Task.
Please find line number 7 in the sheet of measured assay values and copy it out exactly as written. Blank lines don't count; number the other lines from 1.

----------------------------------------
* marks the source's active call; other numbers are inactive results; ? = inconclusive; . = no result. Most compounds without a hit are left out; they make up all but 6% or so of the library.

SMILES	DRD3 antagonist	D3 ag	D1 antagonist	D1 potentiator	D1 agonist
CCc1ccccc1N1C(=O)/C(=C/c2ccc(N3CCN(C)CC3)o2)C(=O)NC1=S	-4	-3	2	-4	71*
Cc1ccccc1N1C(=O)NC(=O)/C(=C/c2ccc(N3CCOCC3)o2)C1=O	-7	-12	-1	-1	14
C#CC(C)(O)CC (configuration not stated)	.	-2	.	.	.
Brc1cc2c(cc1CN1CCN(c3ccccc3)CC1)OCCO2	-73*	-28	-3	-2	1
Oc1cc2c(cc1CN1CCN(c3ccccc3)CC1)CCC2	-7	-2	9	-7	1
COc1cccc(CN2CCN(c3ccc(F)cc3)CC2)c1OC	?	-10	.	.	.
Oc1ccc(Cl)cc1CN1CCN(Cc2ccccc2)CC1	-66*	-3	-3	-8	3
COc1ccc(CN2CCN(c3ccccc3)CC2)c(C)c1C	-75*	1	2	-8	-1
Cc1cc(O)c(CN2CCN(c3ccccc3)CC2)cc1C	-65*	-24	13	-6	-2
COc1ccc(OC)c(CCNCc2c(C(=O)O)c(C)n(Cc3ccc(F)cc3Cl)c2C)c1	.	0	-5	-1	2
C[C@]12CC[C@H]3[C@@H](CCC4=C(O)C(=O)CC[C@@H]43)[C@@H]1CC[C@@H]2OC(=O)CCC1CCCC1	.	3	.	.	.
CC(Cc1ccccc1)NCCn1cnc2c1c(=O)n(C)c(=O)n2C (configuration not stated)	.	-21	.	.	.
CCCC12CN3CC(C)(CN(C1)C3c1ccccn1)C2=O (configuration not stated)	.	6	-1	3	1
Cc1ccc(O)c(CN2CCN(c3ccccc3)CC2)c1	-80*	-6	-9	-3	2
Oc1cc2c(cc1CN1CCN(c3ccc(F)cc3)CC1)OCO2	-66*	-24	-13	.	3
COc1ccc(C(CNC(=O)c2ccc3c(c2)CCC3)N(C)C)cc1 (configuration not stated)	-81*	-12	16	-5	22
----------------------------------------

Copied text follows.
Oc1cc2c(cc1CN1CCN(c3ccccc3)CC1)CCC2	-7	-2	9	-7	1